Ladia, who worked the front of the race for such a long time, would ultimately finish as first American in 13th place.
Everyone I heard talking about the race at the finish line said that Team USA took the men’s race out hot and that the early part of the race was influenced by their efforts. Among Team USA it was Andy Wacker (pre-race interview) leading the race full-on at 9 kilometers in. Inside the top 10 there were loads of U.S. men still: Cody Reed in fourth, Hayden Hawks in seventh, and David Roche in 10th. Holy smokes! Defending champion Luis Alberto Hernando (pre-race and post-race interviews) shared second place with France’s Cédric Fleureton (post-race interview), a former international-level triathlete trying international trail running for the first time.
We spotted the men next atop the big climb to 19k, and Andy remained in the lead. To be honest, though, he didn’t look that good in comparison to the men behind him. Nevertheless, he maintained a gap of 45 seconds over second-place Cédric, who looked everything like a mountain goat scampering up the steep hill. What impressed me the most, though, was the breathing of Luis in third place and just under two minutes back. Let’s just say that he was working incredibly hard. Another minute back at this point was Finland’s Henri Ansio and France’s Nico Martin, who was returning to the Trail World Championships to defend his second place here last year. At this point, USA still had two more men inside the top 10, sixth-place Cody and seventh-place David.
At 29k, after the runners reached the top of the race’s third big climb and along the dirt road there, Cédric was now leading the men’s race with Luis running two minutes back in second. Both of this pair looked quite strong and Andy, who had led the race for its first half, had dropped back to seventh place while bonking.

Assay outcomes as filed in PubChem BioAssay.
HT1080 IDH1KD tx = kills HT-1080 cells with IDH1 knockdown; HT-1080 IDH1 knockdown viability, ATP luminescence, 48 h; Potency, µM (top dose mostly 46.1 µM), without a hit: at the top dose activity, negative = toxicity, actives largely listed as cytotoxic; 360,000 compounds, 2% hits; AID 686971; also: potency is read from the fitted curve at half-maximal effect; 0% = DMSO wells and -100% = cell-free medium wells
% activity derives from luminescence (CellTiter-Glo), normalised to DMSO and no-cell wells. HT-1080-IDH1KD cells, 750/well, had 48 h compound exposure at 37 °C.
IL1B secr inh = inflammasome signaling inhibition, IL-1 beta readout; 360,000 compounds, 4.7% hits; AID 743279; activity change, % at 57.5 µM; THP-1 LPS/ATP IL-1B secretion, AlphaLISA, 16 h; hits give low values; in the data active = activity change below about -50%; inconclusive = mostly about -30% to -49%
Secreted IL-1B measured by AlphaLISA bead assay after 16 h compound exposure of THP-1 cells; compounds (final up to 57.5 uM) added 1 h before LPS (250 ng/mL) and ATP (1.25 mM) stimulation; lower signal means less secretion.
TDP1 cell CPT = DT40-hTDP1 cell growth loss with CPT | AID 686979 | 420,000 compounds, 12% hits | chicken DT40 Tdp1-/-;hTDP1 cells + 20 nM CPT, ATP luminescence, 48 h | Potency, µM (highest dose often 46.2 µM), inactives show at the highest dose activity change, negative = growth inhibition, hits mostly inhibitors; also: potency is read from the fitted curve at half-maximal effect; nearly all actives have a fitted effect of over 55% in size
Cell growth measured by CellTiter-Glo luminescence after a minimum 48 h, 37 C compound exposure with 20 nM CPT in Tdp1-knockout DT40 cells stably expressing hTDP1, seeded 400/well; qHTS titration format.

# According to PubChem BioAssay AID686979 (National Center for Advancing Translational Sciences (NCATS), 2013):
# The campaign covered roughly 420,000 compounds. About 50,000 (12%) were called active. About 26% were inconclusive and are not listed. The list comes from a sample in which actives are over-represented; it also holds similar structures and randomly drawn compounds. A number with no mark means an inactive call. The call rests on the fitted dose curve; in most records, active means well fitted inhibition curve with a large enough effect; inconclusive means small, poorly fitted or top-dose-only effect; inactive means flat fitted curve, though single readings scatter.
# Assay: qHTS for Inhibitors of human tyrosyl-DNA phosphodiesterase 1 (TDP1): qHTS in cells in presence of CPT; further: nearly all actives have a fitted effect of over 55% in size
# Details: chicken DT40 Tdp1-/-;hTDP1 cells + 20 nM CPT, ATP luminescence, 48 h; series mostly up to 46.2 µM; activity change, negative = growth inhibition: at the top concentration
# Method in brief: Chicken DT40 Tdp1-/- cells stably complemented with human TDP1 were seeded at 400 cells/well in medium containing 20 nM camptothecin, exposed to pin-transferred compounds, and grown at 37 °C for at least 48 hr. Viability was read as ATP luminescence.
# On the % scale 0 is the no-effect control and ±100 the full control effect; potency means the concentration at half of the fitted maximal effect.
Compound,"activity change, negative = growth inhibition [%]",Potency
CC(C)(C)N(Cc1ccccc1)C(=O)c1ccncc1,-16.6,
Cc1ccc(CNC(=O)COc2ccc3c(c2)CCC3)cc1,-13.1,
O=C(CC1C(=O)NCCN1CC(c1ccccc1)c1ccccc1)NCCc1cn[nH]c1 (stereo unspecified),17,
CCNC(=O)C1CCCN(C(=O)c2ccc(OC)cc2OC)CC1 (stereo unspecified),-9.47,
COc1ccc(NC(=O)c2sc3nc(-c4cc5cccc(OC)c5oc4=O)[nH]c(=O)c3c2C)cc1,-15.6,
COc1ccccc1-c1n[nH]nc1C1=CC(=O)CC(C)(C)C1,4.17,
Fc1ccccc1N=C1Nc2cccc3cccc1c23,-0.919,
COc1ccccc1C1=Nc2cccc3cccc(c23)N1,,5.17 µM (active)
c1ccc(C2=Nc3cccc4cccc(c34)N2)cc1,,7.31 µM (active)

In the back half of the men’s top 10, we saw two members of Team France–Nico and Ludovic Pommeret–and two members of Team Spain–Cristofer Clemente (post-race interview) and Daní Garcia–both working together as pairs. What this meant was that, with 21k to go, the team race between Teams France and Spain was really tight. Gone from the top 10 was Team USA aside from Andy, but Mario Mendoza, who was looking like he was just getting started, ran in 11th and Cody and David ran in 13th and 14th, both looking neither stellar nor terrible. Team USA was holding in bronze-medal position.
When we spotted Cédric Fleureton and Luis Alberto Hernando at 39k, Cédric still held his gap of two minutes over Luis, but Luis looked like the stronger man and that it was only a matter of real estate until he took over the lead. Sure enough, on the tough terrain of the ridgeline between 38k and 44k, Luis put the hammer down and took over the lead, and the rest was history. Finland’s Henri Ansio continued to run in third, but was more worried about those behind him than in front of him.
We have to seriously tip our hats to Cristofer Clemente. Check this out: 31st place at 9k, 18th at 25k, ninth place at 29k (and eight minutes back!), eighth place at 35k, fourth place at 39k, and second place at the finish line–just a minute back from winner Luis. For anyone who says that you have to stay in contact with the leaders early if you want to podium in a trail ultramarathon–even a ‘short’ one–there’s an incredible lesson in Cristofer’s performance. More often than not, the way to run your own best race is to run your own race.
Cédric Fleureton ultimately finished in third place, succumbing to leg cramps in the final 12 kilometers, but still finishing strong as the first finisher of Team France. Finland’s Ansio finished in fourth place, ending an all-day strong performance. Rolling over the finish in fifth was Daní Garcia, meaning that Team Spain would take the team gold medal. Spain wasn’t done though, and much like the total domination of Team France in the women’s race, Miguel Caballero took seventh and Pablo Villa 10th.
Team France didn’t have the day they wanted–and weren’t able to defend their team gold medal from last year–but ultimately finished with a silver medal courtesy of the additional efforts of Ludovic Pommeret in sixth and Benoît Cori in 14th positions.
Team USA hung in there for a bronze-medal finish, with Mario Mendoza working his way into the top 10 and finishing ninth, Cody Reed in 15th, and Andy Wacker in 20th. Other early American pace pushers Hayden Hawks and David Roche would finish, but both suffering energy and cramping issues.
Updated June 17, 2017
The second article in a two-part series about the hip-hinge position for efficient running.